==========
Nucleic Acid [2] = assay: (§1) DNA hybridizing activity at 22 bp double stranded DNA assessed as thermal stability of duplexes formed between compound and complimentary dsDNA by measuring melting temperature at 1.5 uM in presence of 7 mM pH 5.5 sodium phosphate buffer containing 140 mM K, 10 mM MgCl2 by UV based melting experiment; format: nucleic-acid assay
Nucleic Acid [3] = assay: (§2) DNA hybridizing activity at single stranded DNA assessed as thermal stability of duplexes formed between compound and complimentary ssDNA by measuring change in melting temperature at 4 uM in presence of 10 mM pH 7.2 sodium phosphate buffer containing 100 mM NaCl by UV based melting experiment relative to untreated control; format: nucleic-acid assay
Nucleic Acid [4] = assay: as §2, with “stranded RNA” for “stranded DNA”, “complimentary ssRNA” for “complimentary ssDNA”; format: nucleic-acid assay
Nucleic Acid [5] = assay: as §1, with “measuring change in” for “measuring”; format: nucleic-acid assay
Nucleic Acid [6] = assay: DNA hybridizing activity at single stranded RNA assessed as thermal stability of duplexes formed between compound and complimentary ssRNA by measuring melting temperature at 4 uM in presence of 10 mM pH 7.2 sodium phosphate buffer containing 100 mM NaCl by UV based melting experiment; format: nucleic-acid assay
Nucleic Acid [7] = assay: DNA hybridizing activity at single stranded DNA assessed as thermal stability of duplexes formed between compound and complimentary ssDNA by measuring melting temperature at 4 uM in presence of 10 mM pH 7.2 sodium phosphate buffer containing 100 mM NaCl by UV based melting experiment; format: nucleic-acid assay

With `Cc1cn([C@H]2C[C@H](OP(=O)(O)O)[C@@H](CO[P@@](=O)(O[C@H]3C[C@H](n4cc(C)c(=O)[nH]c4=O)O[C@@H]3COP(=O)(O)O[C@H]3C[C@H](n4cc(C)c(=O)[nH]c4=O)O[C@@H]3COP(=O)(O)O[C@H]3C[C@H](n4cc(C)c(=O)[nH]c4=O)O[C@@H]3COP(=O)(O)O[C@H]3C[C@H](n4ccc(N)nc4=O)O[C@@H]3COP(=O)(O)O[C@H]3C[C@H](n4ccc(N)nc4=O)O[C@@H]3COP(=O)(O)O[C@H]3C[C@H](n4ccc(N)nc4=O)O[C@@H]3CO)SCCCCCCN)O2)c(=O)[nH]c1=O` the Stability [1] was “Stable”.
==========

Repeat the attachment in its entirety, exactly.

Nucleic Acid [2] = assay: (§1) DNA hybridizing activity at 22 bp double stranded DNA assessed as thermal stability of duplexes formed between compound and complimentary dsDNA by measuring melting temperature at 1.5 uM in presence of 7 mM pH 5.5 sodium phosphate buffer containing 140 mM K, 10 mM MgCl2 by UV based melting experiment; format: nucleic-acid assay
Nucleic Acid [3] = assay: (§2) DNA hybridizing activity at single stranded DNA assessed as thermal stability of duplexes formed between compound and complimentary ssDNA by measuring change in melting temperature at 4 uM in presence of 10 mM pH 7.2 sodium phosphate buffer containing 100 mM NaCl by UV based melting experiment relative to untreated control; format: nucleic-acid assay
Nucleic Acid [4] = assay: as §2, with “stranded RNA” for “stranded DNA”, “complimentary ssRNA” for “complimentary ssDNA”; format: nucleic-acid assay
Nucleic Acid [5] = assay: as §1, with “measuring change in” for “measuring”; format: nucleic-acid assay
Nucleic Acid [6] = assay: DNA hybridizing activity at single stranded RNA assessed as thermal stability of duplexes formed between compound and complimentary ssRNA by measuring melting temperature at 4 uM in presence of 10 mM pH 7.2 sodium phosphate buffer containing 100 mM NaCl by UV based melting experiment; format: nucleic-acid assay
Nucleic Acid [7] = assay: DNA hybridizing activity at single stranded DNA assessed as thermal stability of duplexes formed between compound and complimentary ssDNA by measuring melting temperature at 4 uM in presence of 10 mM pH 7.2 sodium phosphate buffer containing 100 mM NaCl by UV based melting experiment; format: nucleic-acid assay

With `Cc1cn([C@H]2C[C@H](OP(=O)(O)O)[C@@H](CO[P@@](=O)(O[C@H]3C[C@H](n4cc(C)c(=O)[nH]c4=O)O[C@@H]3COP(=O)(O)O[C@H]3C[C@H](n4cc(C)c(=O)[nH]c4=O)O[C@@H]3COP(=O)(O)O[C@H]3C[C@H](n4cc(C)c(=O)[nH]c4=O)O[C@@H]3COP(=O)(O)O[C@H]3C[C@H](n4ccc(N)nc4=O)O[C@@H]3COP(=O)(O)O[C@H]3C[C@H](n4ccc(N)nc4=O)O[C@@H]3COP(=O)(O)O[C@H]3C[C@H](n4ccc(N)nc4=O)O[C@@H]3CO)SCCCCCCN)O2)c(=O)[nH]c1=O` the Stability [1] was “Stable”.